Then we have medium-interaction honeypots. Judging from the name, we can tell that these honeypots have less functionality than high-interaction honeypots, but they can still offer more than low-interaction honeypots. These mechanisms are created to simulate such services as Telnet and web servers. The attacker thinks that the honeypot is a vulnerable system, and they run their malicious payload. The downside of a low-interaction honeypot is that cybercriminals can easily identify them once they find out that the infection was not real. There are even lists of honeypot IPs being shared on the darknet, which shows that cybercriminals clearly want to avoid these systems as much as possible. After all, getting tricked into attacking a honeypot translates not only into a failed cyber attack. It might also lead to an identity reveal, which is not something a criminal is aiming for.

How honeypots help IoT

If it is now clearer what a honeypot is, let’s go back to the Kaspersky report, and see how their honeypot deployment could help us avoid cyber attacks against our smart devices. As mentioned, the number of attacks recorded on the Kaspersky’s honeypots was staggering, so we can only imagine how often cybercriminals try to breach our actual devices.

One of the reasons IoT devices are so attractive to cybercriminals is that they are a lot simpler than computers and mobile phones. To add to the lack of security software, there’s also common negligence on the user’s side to update firmware and employ additional security options. However, there’s one thing when a user cannot enhance device security and another when they don’t. Aside from certain devices we cannot do anything about, there’s a vast middle ground where we can actually apply certain security measures to avoid cyber attacks, but we don’t.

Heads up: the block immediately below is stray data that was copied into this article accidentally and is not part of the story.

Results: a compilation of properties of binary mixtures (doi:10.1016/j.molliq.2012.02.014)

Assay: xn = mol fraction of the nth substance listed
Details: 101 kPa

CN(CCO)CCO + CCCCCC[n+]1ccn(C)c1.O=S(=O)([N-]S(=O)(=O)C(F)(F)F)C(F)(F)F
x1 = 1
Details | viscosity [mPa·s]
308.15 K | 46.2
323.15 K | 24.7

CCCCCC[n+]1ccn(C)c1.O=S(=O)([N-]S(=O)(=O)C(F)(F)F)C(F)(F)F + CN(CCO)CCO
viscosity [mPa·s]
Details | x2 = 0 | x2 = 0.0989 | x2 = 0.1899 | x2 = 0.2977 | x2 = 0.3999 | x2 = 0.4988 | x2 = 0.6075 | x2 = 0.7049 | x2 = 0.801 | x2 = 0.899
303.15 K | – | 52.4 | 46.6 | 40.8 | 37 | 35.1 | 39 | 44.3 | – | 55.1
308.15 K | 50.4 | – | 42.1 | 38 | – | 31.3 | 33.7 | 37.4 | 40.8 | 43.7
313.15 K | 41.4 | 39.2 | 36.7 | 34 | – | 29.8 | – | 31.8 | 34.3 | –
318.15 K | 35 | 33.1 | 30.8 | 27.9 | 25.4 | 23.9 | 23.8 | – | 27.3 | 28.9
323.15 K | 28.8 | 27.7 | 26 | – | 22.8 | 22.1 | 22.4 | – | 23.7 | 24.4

Think of all your printers, cameras, routers, and other devices that still use the default login credentials. If a device has a login and a password, you should ALWAYS change the default credentials into something strong and unique. Don’t just leave passwords like “admin” or “default” on your device. Brute forcing such passwords is a piece of cake, so if you can change login credentials and passwords on your smart devices, you should do it as soon as possible.

If you have a lot of devices and you find coming up with new passwords for all of them too bothersome, you can try out the Cyclonis Password Manager free trial for 30 days. This tool can help you generate strong passwords, and it can also store them for you, so you don’t need to jot them down anywhere. In fact, writing down your passwords on a piece of paper is a big no-no, so don’t you ever think of doing that.

To take everything into account, researchers are working around the clock to prevent cyber attacks and to help us learn more about them. Likewise, we need to do our part in this perpetual game of catch-up, too. Employing the most basic security measures like regularly updating software and firmware, and using strong passwords isn’t that hard. If we do that, we will definitely make it harder for cybercriminals to reach us.

January 13, 2020